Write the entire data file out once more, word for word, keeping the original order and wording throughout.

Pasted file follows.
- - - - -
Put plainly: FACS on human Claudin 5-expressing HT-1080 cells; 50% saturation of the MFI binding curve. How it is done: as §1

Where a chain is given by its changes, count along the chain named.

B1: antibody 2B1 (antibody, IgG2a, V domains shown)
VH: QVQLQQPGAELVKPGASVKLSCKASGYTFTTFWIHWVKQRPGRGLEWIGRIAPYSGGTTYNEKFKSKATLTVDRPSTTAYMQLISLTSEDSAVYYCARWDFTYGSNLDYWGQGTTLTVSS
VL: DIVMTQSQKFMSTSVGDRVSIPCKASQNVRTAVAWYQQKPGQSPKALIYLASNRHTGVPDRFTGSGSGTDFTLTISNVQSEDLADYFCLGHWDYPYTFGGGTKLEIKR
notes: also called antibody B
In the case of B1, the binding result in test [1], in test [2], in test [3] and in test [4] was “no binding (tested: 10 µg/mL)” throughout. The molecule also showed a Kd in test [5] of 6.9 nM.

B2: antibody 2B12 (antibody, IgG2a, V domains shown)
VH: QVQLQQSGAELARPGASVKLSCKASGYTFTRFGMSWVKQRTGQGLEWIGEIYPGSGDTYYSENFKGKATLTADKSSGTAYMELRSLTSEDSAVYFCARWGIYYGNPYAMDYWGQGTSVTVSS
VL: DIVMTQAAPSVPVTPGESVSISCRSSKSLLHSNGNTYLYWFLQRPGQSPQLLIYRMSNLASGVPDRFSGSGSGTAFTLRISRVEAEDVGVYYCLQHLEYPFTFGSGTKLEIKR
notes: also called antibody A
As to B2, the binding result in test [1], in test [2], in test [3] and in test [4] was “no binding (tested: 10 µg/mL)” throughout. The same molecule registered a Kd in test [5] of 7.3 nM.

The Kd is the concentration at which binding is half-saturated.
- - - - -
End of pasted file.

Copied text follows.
Put plainly: FACS on human Claudin 5-expressing HT-1080 cells; 50% saturation of the MFI binding curve. How it is done: as §1

Where a chain is given by its changes, count along the chain named.

B1: antibody 2B1 (antibody, IgG2a, V domains shown)
VH: QVQLQQPGAELVKPGASVKLSCKASGYTFTTFWIHWVKQRPGRGLEWIGRIAPYSGGTTYNEKFKSKATLTVDRPSTTAYMQLISLTSEDSAVYYCARWDFTYGSNLDYWGQGTTLTVSS
VL: DIVMTQSQKFMSTSVGDRVSIPCKASQNVRTAVAWYQQKPGQSPKALIYLASNRHTGVPDRFTGSGSGTDFTLTISNVQSEDLADYFCLGHWDYPYTFGGGTKLEIKR
notes: also called antibody B
In the case of B1, the binding result in test [1], in test [2], in test [3] and in test [4] was “no binding (tested: 10 µg/mL)” throughout. The molecule also showed a Kd in test [5] of 6.9 nM.

B2: antibody 2B12 (antibody, IgG2a, V domains shown)
VH: QVQLQQSGAELARPGASVKLSCKASGYTFTRFGMSWVKQRTGQGLEWIGEIYPGSGDTYYSENFKGKATLTADKSSGTAYMELRSLTSEDSAVYFCARWGIYYGNPYAMDYWGQGTSVTVSS
VL: DIVMTQAAPSVPVTPGESVSISCRSSKSLLHSNGNTYLYWFLQRPGQSPQLLIYRMSNLASGVPDRFSGSGSGTAFTLRISRVEAEDVGVYYCLQHLEYPFTFGSGTKLEIKR
notes: also called antibody A
As to B2, the binding result in test [1], in test [2], in test [3] and in test [4] was “no binding (tested: 10 µg/mL)” throughout. The same molecule registered a Kd in test [5] of 7.3 nM.

The Kd is the concentration at which binding is half-saturated.